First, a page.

Albert Cordova, a security guard, contacted police claiming he had seen a woman resembling Ylenia in Woldenberg Park on the evening of January 6. The woman was sitting on a wharf next to the Mississippi River and when the guard asked her to leave the area, she responded, “I belong in the water anyway,” and dove headfirst into the river, dress and all.
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“It was clear she was a strong swimmer,” says Cordova.
Cordova pleaded with the woman to return to shore. Instead, she swam at least 100 yards toward the middle of the river. Just then, a barge came by creating huge waves and she began struggling and screaming for help. Cordova stood helpless as the woman eventually sank into the water.
“She went down once, twice, and after the third time she didn’t come up again.”
The Coast Guard searched the area and 90 miles of the river almost to the Gulf but never found her body. Because of the direction of the current in that location, it is possible her remains drifted into the Gulf of Mexico and out to sea.
The guard was shown Ylenia’s picture but could not positively identify her as the person who was there at the wharf, citing it was dark that night and he really didn’t think the woman was Ylenia.
So Many Questions
Perhaps Ylenia was inspired by Jack Kerouac’s 1957 best-selling novel On the Road and that was a possible reason she was drawn to backpack the United States, and the world. Many famous writers have been drawn to New Orleans, including William Faulkner and Lafcadio Hearn. We may never know what drew Ylenia there.
According to Mike Stark, who owns a French Quarter mask and hat store called the Little Shop of Fantasy, Ylenia worked “very hard at being a street person.”
Ylenia’s family knows she was happiest pursuing her dream of becoming a writer while recording in her journals the stories of the people she met along the way.
Something enticed Ylenia back to the French Quarter. As Mr. Stark puts it, New Orleans is "a magical town" that attracts many people "who are trying to escape from wherever they've been."
Ylenia’s father thinks it was her at the river that night and declared her deceased in January 2013. However, right after his daughter’s disappearance, Ylenia's parents thought that she was being held against her will.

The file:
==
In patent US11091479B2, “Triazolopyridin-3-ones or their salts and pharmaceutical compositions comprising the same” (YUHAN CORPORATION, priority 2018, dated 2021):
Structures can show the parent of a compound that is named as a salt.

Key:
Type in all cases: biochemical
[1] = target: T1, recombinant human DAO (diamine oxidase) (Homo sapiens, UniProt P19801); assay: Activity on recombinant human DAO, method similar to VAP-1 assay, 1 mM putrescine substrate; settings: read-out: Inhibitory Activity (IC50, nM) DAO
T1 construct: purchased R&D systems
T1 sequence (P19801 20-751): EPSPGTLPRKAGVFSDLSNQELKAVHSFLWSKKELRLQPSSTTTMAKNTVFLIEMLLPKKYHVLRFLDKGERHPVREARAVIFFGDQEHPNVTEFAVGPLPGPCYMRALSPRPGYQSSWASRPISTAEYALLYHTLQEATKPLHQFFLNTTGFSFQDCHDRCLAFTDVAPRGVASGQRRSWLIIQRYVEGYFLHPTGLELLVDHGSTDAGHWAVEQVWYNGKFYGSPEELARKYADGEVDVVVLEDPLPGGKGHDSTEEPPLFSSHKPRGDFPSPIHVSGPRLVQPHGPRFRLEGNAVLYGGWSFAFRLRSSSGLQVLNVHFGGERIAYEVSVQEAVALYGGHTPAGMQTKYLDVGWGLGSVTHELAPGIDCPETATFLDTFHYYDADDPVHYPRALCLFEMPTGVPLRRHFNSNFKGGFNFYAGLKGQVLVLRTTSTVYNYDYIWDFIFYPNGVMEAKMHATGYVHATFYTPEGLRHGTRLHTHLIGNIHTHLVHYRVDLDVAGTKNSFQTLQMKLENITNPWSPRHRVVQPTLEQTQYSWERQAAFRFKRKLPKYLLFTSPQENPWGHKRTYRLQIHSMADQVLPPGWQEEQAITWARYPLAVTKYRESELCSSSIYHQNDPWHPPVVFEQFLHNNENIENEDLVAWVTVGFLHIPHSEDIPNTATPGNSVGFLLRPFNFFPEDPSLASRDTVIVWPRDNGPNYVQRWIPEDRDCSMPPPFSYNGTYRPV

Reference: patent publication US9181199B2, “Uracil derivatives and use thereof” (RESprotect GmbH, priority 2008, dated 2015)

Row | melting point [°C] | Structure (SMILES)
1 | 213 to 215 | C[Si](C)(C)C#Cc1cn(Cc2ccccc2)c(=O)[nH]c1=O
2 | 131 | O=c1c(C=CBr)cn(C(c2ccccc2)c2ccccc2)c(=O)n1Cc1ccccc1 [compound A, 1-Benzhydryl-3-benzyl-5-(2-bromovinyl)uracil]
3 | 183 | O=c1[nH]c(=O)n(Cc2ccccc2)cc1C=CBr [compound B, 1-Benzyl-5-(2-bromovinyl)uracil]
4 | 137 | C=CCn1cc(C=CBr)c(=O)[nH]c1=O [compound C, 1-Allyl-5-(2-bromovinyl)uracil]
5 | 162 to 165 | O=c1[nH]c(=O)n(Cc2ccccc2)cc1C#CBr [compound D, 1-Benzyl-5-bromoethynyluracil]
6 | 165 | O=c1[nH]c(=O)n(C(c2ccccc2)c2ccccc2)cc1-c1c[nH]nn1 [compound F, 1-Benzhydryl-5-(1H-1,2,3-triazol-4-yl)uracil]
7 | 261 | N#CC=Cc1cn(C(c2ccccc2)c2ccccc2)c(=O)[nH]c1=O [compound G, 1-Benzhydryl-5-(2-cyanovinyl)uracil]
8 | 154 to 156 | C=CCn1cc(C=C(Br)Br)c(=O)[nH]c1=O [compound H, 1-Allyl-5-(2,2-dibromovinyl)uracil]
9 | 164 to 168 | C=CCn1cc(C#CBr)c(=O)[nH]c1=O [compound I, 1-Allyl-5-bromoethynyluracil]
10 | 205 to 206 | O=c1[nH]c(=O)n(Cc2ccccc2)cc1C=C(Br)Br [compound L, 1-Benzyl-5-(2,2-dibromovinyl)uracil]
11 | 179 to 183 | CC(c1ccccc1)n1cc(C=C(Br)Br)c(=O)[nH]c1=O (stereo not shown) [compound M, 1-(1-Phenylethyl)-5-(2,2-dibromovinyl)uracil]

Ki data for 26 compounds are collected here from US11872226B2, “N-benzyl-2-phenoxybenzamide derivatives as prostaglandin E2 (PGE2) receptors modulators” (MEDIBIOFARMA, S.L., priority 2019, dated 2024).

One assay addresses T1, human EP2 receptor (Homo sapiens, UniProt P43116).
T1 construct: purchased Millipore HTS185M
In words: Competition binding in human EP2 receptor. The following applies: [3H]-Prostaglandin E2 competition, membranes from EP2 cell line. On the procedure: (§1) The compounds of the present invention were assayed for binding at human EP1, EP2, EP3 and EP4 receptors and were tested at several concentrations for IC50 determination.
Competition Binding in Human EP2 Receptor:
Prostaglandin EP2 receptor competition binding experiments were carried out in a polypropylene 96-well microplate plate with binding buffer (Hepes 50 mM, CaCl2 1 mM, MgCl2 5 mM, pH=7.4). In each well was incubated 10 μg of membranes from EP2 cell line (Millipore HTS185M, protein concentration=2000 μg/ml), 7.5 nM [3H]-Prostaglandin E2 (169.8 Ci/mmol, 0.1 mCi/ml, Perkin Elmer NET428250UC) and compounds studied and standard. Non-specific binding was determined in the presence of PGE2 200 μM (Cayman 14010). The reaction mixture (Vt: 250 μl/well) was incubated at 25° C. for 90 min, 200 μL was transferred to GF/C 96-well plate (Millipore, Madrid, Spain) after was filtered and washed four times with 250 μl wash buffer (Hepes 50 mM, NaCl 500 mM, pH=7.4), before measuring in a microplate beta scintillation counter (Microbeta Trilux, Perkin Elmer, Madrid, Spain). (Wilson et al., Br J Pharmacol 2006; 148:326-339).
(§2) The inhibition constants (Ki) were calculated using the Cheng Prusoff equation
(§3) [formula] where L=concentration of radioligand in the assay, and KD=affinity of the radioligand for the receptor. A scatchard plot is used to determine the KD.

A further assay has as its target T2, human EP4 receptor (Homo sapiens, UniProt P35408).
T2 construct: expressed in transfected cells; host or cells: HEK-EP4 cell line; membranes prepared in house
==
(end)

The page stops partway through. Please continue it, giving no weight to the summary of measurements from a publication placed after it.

On February 18, following her disappearance, her family issued a statement from Switzerland. It was translated to say, “The investigations to find our daughter alive, and probably held against her will, are actively being pursued.” It also said, “there have been numerous and reliable sightings worthy of pursuit.”
Romina Power thinks her daughter is still alive. Power’s hopes have often been lifted by conversations she has had with different psychics.
“You know, we live on two different levels,” Romina said. “One is the daily, normal, routine level. The other is a level of ultra-sensitivity. As a mother, I know Ylenia is still alive . . . somewhere. I’m absolutely convinced.”
A sighting from St. Augustine, Florida offered hope. Another sighting at a convent in Arizona has also offered her mother hope that Ylenia is still alive out there writing her book. Her father dismisses the report as “shameful speculation containing not a bit of truth.”
Is Ylenia still alive? Could she have been inspired by a book to start a new life? The question is unlikely to be answered anytime soon.
In the book On the Road, it chronicles the travels of Sal Paradise and his friend Dean Moriarty. Moriarty is a free-spirited maverick, excited about life and exploration, who inspires Sal to travel. The novel contains five parts, three of them of Sam writing to Moriarty describing his adventures, taking buses and hitchhiking across the country.
Ironically, the ending of the book has Sal sitting on a river pier under a New Jersey night sky reflecting on the trips throughout the lands and roads of America he had traveled.
Did something lure Ylenia to the pier, possibly needing a moment of thought?
“It’s not the first time someone tried to swim across the river,” Stark said, “and they didn’t show up either. There is a magic about that river. People who drink too much can believe, ‘I can swim that thing.’”
Was the mysterious swimmer in the Mississippi River Ylenia? Was she suicidal? On the Doe Network site, in the summary of her disappearance, it says, “A year prior to her disappearance and while visiting New Orleans, her father stated that Ylenia had gone into the Mississippi River but got scared and was able to get out. He said she had been under the effect of marijuana at the time."
Her parents said she was a very strong swimmer and was never suicidal, but amidst the many theories, drowning may be the most likely hypothesis of what happened that fateful evening. Then again . . . stranger things have happened in the French Quarter of New Orleans.
Ylenia Carrisi is still listed as a missing person, and police continue to investigate incoming leads.
If you have any information about the disappearance of Ylenia Carrisi, please call the New Orleans Police Department at 504-821-2222.
© 2020 Kym L Pasqualini
Kym L Pasqualini (author) from Carefree, AZ on March 23, 2020:
Thank you so much!
MG Singh emge from Singapore on March 17, 2020:
What a tale that touches the heart. Loved reading it.